Written by Jeremy Lloyd, Manager of Field Programs and Collegiate Studies. Photos by David Bryant.

Learning about nature’s nuts and bolts in the Smokies—its natural history—is a big part of what we do at Tremont.

Each year, I have the privilege of getting to teach several courses in our Southern Appalachian Naturalist Certification Program. I always enjoy these special weekends when I get to unplug and explore the natural world alongside program attendees.

Minding, Sensing, Placing

In one of the courses I teach, we study the big picture by comparing and contrasting different forest habitats. In another, we dig down to the species level by learning to distinguish coyote tracks from those of wild hogs, and how to tell the difference between marginal and intermediate wood ferns.

The knowledge a person gains through this type of hands-on experience isn’t easy to quantify, much less describe. There’s a lot more going on than the acquisition of identification skills, as important as those are. What happens takes place at the basement level of a person’s being, down where words can’t fully grasp what goes on.

The antidote is to expand our idea of what defines the classroom, including by going outdoors.

One thing that occurs is the fostering of one’s sense of place. It’s what happens when a person gains a cerebral, sensual, and perhaps even spiritual understanding of a place—a single location on earth characterized by soils, species, colors, sounds, smells, and more, which are particular to it.

“Mindfulness” is the term for an increasingly popular method of meditation and self-care. What if a new word were coined to describe a person’s careful attention to place? Placefulness? Sensefulness? (Awkward! Please send ideas!)

Naturalists in the Southern Appalachian Naturalist Certification Program track mammals in the Smokies

Out With the New, In With the Old?

Learning in this feet-on-the-ground way is vastly different than the traditional classroom model many of us are well-acquainted with. (A model which isn’t traditional at all in the longer view of human history, but is a fairly recent invention from the 19th century.) I suspect many people who attend Tremont programs struggled like I did during their school years with detached and abstract deskbound learning, which is the norm today.

The antidote is to expand our idea of what defines the classroom, including by going outdoors. Rewards are virtually guaranteed when we do.

This May Take Awhile

In his book The Long-Legged House Kentucky poet-farmer Wendell Berry recalls his desire to learn the natural history of his home after moving back following an absence of several years.

“As soon as I felt a necessity to learn about the non-human world, I wished to learn about it in a hurry. And then I began to learn perhaps the most important lesson that nature had to teach me: that I could not learn about her in a hurry.”

I can relate. When I first started working in the Smokies, I got pretty good at identifying common wildflower species, perhaps fifty or more. Then I picked up a copy of the park’s list of flowering plants which was filled with over 1,500 species (it has now climbed to over 1,600). The learning curve suddenly got as steep as the Cliffs of Insanity (see the film Princess Bride for reference).

Learning about nature, or any kind of learning really, takes a lifetime.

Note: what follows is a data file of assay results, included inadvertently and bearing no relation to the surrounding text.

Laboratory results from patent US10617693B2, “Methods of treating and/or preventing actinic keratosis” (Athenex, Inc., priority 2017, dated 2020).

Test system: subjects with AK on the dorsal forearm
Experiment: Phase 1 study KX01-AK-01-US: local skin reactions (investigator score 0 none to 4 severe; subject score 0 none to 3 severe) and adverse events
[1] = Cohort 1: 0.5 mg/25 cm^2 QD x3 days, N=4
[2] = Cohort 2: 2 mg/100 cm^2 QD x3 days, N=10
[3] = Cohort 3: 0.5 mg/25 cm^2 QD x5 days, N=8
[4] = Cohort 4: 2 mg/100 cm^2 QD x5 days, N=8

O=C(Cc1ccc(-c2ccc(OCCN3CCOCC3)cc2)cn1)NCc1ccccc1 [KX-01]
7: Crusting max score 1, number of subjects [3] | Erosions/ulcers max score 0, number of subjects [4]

Knowledge is power. I’ve known several “experts” over the years who seemed to want me to know how smart they were by naming every plant or bird as quickly as possible. Fortunately, I’ve met far more naturalists who like me are aware of how little they really know.

Berry clearly falls into this latter category when he says, “I expect to learn many things before my life is over, and yet to die ignorant.”

Learning about nature, or any kind of learning really, takes a lifetime.

Berry again: “The thing is to be attentively present. To sit and wait is as important as to move. Patience is as valuable as industry. What is to be known is always there. When it reveals itself to you, or when you come upon it, it is by chance. The only condition is your being there and being watchful.”

Learning Where We Live (and Vice Versa)

One challenge many of us face is how easy it is to forget that we live in actual places. We race out the door, hop in our automobile, hurry to work, and scamper back home again. Most of our waking hours are spent between four walls or on four wheels. Hours go by each day as we stare at screens and as a world filled with wonder goes largely unnoticed right outside our door. The ”environment” is somewhere out there.” Beautiful landscapes have street addresses that are usually different than ours.

One challenge many of us face is how easy it is to forget that we live in actual places.

But maybe when the weekend comes around, we step away from our routines and reacquaint ourselves with the world around us. Which of course doesn’t have to happen in a national park, thank heavens.

Something magical happens when we give our attention to a place, learning its textures and moods. We grow attached to it. We begin to care.

Listening to Places

Places are of special concern to conservationists, which ought to include anyone who’s conscious of their dependency on the more-than-human world for survival. This is one more reason why paying attention is so vital.

Berry one last time (paraphrasing): “Our places are asking questions of us and we don’t have the answers.”

He’s referring to the disappearance of many places as a result of industrialization, rampant development, neglect, and other threats.

Part of the answer is to listen and stay attached. To be connected and keep listening to the questions our places are asking us. Because by taking the time to listen, we’ve already begun to care.

What questions is your place asking you?